I joined the Arkansas National Guard in 1956, at the age of 16, and served 8 years. Shortly after I signed up the rules were changed to require new recruits to serve 6 months of active duty. Not so in the case of folks who joined when I did. We signed a piece of paper, were issued a uniform and told to show up at the old Charleston gymnasium for next week’s meeting. (We had no armory then.)
One of the more memorable incidents of my years in the Guard began at night. It was September 12, 1957. I was parked with my girlfriend, Linda Sands, in the Nixon cemetery just east of town when a friend drove up to my car and excitedly said that our Guard unit was being called up. We were to report for duty immediately!
I took Linda home and then drove to the gymnasium and learned that President Dwight Eisenhower had federalized the entire Arkansas National Guard. I was in the Army! It was a Thursday and I learned that my duty on Friday was to go to high school and, more or less, continue my life as usual. I would not only be paid as a soldier but would receive extra money because the military was not providing me with food or housing. This, I thought, was a good deal.
Eisenhower’s action stopped Arkansas Governor Faubus from using the Guard to prevent the integration of Little Rock Central High School. Thus we were in the Army and our only real duty was to NOT take orders from the Governor. Otherwise we had nothing to do. (Actually we did meet some extra nights and do some training dealing with crowd control. I believe that we didn’t have actual weapons but were issued wooden rifles to use while training for managing crowds.)
Some days after that first night we were taken to Ft. Chaffee for a physical examination. I remember two things about that day. We were lined up around the perimeter of a gymnasium floor. Around the outside of the basketball court there were small cubicles which we entered for various tests. I was standing inside one of them waiting my turn when a nurse inserted a needle into a vein in the arm of the fellow in front of me. Just before the blood spurted into the vile another fellow stepped into our cubicle. At the sight of that gusher of blood he passed out. He fell like dead weight. He did not crumple; he plummeted downward. His head struck a 2 X 4 wall support and knocked a chip out of the board. I had not before, and have not since, seen a person fall like that. But he revived and was not seriously injured.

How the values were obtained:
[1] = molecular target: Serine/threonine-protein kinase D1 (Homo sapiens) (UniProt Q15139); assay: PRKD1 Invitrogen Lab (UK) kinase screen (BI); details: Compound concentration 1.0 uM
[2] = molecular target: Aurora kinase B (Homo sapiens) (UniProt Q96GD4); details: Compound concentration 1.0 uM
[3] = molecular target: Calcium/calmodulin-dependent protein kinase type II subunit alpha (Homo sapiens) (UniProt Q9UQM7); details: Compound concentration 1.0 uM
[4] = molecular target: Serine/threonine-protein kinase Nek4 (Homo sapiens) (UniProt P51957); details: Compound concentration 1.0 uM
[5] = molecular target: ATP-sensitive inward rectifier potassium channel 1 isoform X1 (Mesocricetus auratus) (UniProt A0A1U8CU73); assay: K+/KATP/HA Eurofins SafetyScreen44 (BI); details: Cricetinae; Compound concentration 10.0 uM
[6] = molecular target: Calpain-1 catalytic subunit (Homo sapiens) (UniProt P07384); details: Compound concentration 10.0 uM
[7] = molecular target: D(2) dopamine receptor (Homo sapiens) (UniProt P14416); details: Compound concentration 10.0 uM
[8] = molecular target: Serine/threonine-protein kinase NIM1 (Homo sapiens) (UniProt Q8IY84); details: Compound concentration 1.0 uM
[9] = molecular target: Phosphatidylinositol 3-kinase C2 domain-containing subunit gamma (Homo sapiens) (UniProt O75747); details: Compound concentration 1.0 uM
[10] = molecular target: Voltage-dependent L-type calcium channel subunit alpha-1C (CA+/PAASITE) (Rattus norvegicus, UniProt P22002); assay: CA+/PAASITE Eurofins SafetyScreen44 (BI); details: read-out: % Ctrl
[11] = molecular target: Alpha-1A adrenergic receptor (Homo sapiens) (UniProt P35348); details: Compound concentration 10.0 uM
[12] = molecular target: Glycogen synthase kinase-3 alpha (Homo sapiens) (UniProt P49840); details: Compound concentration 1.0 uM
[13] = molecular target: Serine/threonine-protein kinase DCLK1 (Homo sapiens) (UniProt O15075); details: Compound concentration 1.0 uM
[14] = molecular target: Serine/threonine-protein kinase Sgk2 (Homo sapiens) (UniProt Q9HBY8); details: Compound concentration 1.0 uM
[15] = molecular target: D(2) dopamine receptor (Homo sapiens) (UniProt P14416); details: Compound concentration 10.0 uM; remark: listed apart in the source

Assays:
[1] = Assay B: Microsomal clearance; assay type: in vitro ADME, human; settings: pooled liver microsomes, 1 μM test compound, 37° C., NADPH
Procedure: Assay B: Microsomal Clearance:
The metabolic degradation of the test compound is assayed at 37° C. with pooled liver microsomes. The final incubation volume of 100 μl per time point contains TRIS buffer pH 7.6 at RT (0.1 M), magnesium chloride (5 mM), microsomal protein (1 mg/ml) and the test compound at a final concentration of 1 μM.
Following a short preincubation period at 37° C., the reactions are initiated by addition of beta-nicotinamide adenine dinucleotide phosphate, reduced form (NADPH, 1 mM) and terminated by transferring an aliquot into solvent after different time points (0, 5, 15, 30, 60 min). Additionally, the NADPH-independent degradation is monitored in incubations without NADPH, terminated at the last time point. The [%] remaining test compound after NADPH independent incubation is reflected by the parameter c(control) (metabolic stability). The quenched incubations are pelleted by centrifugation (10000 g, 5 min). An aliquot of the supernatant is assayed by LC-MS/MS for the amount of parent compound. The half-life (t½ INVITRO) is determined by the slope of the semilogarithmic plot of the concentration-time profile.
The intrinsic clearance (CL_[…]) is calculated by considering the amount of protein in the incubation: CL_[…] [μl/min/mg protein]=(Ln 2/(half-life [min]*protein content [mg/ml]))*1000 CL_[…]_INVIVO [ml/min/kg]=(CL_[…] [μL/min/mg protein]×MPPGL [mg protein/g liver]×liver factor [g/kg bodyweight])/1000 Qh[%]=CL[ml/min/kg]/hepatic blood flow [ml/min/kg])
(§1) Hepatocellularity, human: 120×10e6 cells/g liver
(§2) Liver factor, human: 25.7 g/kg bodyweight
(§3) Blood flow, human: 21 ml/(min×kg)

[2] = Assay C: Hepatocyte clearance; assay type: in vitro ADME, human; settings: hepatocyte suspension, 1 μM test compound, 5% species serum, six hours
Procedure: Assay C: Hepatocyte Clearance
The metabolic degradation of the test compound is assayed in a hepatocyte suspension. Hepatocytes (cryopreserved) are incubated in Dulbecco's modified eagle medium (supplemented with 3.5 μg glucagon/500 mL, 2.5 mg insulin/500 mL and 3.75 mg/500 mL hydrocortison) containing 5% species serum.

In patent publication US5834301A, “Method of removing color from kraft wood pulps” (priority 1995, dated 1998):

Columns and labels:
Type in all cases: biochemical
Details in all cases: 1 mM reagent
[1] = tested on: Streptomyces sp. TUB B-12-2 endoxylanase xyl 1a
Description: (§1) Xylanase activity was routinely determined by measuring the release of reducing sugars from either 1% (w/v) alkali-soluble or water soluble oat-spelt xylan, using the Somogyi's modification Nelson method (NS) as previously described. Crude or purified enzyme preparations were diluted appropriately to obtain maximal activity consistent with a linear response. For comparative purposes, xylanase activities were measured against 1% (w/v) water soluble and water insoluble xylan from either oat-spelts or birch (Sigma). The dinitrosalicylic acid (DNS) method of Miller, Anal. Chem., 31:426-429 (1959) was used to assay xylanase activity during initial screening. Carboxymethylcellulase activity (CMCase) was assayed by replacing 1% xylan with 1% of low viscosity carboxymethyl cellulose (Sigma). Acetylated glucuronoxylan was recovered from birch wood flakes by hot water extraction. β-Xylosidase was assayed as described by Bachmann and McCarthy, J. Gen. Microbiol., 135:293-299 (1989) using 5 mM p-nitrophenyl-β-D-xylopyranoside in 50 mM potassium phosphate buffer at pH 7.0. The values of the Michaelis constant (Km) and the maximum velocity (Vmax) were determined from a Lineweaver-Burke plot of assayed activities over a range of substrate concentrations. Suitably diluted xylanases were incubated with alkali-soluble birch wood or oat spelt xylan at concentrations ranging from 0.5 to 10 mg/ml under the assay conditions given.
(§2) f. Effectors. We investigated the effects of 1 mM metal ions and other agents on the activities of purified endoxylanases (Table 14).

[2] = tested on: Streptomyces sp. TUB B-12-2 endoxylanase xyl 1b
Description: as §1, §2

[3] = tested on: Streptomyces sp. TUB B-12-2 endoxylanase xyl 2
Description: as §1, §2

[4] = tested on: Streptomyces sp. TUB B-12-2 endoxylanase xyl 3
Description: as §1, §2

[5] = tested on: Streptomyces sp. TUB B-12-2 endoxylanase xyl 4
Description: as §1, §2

My second memory from that day is this. The line around the perimeter of that gymnasium moved very slowly. I don’t know how long it took, but it seemed like hours. There were several companies of guardsmen there – perhaps 150 men – and we were all dressed in combat boots ONLY! For that long wait there was nothing to do but stand in line and look around at 150 naked men. It was quite a sight. I was accustomed to seeing fellow athletes dressing and undressing in the gymnasium, but it was my experience that young boys do not ever stare at one another in a locker room. Here there was nothing else to do. I still remember one fellow in our company who had almost as much hair on his back as most men have on their head.
I don’t remember how long my “tour of duty in the Army” lasted. But it did not in any way interfere with my life as a senior in high school.
The 101st Airborne division maintained order at Little Rock Central High School for the entire year. Near the end of that year the State Track Meet was held at Central High School. I was entered in the 880 yard dash and ran one leg on our mile relay team. When the track meet ended I headed back to our van and took a shortcut across the lawn of the High School. As I neared the building a soldier carrying a rifle suddenly appeared, and in a very commanding voice said, “Halt.” I was stunned. I halted and, carrying out his instructions, retreated from the building back to the sidewalk.
Incidentally I finished fifth in the 880 yard dash. I was three feet behind the third place finisher and one foot behind the fourth place finisher. It was, for me, a bitter disappointment since they gave metals to the four runners in front of me. Fifth place finishers walked away with only memories.